Now we know why Harry Kane has become the deadliest, drop-deep centre-forward in the business.
if you want to play for a really big club every week as a striker then you better not be one of those lethal hitmen who merely lead the line all alone while banging goals in for fun.
Who needs that sort of a player when trying to conquer Europe?
Not Manchester City. Not Chelsea. Not Paris Saint Germain. Not even Arsenal!
Forget Mikel Arteta’s ridiculous attempt to turn the Gunners into a free-flowing attacking unit without a recognised striker.
The Gunners do not count because they are not an elite outfit anymore despite still being in the hunt for a Europa League final.
But City, Chelsea and PSG do count. Very much. And these three Champions League semi-finalists appear willing to sacrifice an out-and-out goalscorer for lightning wingers, playmakers and dazzling number tens.
Of course, Kevin De Bruyne, Neymar, Kylian Mbappe, Phil Foden etc are all superb at finding the net. None, though, is a pure number nine.
The centre forward has been a lonesome figure in modern football for sometime. Very rarely these days do we see clubs operate with a double act in attack.
However, nobody could have envisaged the player who puts the finishing touch to an attack by sticking the ball away would become an endangered species.
So, if Kane s serious about finding a new home this summer, that selling point of every successful side requiring a single-minded scorer is not quite as persuasive as it once was.
Any club thinking of blowing £150million on such a player want more than a goal machine. They are after a considerable array of other talents too.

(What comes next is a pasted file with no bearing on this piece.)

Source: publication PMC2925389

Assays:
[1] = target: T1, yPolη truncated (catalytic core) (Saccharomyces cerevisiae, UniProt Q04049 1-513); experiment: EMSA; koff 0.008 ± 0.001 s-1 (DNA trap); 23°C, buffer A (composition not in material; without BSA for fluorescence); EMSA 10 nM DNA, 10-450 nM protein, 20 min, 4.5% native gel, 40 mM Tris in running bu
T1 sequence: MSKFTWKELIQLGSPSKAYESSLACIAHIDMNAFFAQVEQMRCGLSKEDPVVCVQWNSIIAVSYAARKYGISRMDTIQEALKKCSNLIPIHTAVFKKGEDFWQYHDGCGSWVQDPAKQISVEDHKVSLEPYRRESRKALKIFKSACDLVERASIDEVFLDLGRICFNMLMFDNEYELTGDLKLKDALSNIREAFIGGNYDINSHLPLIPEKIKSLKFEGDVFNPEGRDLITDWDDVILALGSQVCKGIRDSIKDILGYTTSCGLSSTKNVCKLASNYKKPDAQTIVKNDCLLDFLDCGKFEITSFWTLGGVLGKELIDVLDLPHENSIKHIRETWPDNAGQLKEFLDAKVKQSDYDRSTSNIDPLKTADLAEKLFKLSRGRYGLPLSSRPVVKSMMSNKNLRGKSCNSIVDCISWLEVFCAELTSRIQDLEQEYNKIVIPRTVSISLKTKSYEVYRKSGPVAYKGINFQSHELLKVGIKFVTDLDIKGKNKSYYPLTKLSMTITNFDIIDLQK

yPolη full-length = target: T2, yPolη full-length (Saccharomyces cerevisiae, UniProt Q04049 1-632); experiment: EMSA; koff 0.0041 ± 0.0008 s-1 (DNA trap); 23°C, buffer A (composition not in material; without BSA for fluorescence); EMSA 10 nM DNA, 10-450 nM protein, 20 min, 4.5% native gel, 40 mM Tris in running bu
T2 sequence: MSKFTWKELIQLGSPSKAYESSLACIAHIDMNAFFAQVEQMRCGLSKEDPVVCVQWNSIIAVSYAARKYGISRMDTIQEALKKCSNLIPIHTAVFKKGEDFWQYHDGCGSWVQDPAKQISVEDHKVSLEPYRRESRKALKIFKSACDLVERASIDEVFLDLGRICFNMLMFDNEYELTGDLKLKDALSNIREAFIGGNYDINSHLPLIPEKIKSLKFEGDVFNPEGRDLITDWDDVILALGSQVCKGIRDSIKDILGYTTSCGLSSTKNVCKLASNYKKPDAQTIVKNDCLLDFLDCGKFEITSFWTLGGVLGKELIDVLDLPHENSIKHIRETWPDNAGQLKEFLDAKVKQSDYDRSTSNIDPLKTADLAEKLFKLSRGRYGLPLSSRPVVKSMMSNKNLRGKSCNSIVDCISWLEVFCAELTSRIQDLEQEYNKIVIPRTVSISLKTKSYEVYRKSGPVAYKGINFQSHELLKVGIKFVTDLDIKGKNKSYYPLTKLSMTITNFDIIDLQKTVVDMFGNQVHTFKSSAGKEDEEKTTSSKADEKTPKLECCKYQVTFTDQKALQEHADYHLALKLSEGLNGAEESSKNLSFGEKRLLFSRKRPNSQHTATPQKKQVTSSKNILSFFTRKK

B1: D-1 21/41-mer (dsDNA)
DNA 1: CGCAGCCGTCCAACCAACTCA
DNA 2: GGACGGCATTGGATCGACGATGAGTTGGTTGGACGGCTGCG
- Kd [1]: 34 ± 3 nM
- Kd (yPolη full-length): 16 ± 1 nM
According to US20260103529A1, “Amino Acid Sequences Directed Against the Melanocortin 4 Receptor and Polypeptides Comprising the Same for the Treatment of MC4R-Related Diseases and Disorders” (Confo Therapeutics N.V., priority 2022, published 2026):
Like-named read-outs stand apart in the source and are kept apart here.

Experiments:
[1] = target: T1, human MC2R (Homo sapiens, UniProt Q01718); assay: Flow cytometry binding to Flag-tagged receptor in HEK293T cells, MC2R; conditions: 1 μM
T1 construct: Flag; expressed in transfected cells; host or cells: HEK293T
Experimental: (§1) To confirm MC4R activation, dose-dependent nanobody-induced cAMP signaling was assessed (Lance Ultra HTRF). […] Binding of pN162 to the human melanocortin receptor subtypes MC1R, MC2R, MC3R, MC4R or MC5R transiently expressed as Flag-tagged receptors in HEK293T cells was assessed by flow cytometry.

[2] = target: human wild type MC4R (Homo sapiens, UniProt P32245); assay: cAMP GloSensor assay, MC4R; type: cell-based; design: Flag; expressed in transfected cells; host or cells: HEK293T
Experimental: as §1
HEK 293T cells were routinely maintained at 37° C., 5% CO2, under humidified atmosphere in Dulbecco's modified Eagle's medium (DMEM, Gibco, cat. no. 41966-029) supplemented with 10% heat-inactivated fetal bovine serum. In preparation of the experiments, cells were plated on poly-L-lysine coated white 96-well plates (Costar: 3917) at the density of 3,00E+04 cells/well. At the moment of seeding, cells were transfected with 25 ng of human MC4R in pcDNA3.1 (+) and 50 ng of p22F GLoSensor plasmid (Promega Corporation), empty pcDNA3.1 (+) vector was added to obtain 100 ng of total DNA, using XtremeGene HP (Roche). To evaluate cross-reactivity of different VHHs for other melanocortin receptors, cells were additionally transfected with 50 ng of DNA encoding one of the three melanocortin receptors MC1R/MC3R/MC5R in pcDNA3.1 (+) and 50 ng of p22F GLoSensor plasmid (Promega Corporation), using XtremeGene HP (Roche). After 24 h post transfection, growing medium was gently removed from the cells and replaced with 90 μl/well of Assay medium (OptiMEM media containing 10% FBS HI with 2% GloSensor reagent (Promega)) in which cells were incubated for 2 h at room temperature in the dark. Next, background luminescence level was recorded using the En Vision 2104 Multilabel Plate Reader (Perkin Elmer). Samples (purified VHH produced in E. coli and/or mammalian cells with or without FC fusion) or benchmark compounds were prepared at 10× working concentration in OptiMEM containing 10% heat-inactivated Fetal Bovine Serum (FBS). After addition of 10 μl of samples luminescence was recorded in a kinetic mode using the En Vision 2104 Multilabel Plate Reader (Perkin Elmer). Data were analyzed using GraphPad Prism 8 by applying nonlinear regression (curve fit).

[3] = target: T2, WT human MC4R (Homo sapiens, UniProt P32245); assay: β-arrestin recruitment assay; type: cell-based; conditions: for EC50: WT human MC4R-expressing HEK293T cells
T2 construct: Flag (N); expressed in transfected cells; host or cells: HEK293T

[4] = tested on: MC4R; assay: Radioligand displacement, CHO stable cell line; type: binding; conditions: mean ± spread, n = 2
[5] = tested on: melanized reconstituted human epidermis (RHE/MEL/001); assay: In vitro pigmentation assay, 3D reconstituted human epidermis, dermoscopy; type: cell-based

Tottenham ace Kane definitely fits the big bill in that respect.
His ability to drift into midfield and pick a decisive pass is extraordinary. Equally exceptional is his knack of keeping possession, either to link with a teammate to cut open the opposition – or to win a free kick and alleviate growing pressure.
We will witness that throughout the Euros this summer with England, just as we have over he last couple of years watching Spurs – particularly in the current campaign,
But, of course, convincing City, Man United, Chelsea, PSG, Real Madrid or Barcelona to break the bank to sign him is only a part of the battle for prolific Kane.
For amid his comments on the future, which began in March and continued in the aftermath of last weekend’s lame Carabao Cup final loss to Man City, the silence on the subject from Spurs supremo Daniel Levy remains defeating..
There is the possibility the pair may have a Gentleman’s agreement that Kane can go if they fail to reach the Champions League.
Yet that is extremely unlikely because, as we know, Levy is a loathed to make such promises when they are against the interests, financial ones especially, of his club.
And, unless he decides brilliant Kane, who has served Spurs with complete distinction on and off the field, deserves a crack at the biggest prizes elsewhere, there really is only one winner in the transfer equation this summer.
As the likes of Luka Modric and Gareth Bale discovered while trying to join Real Madrid, exiting N17 can take a long time.
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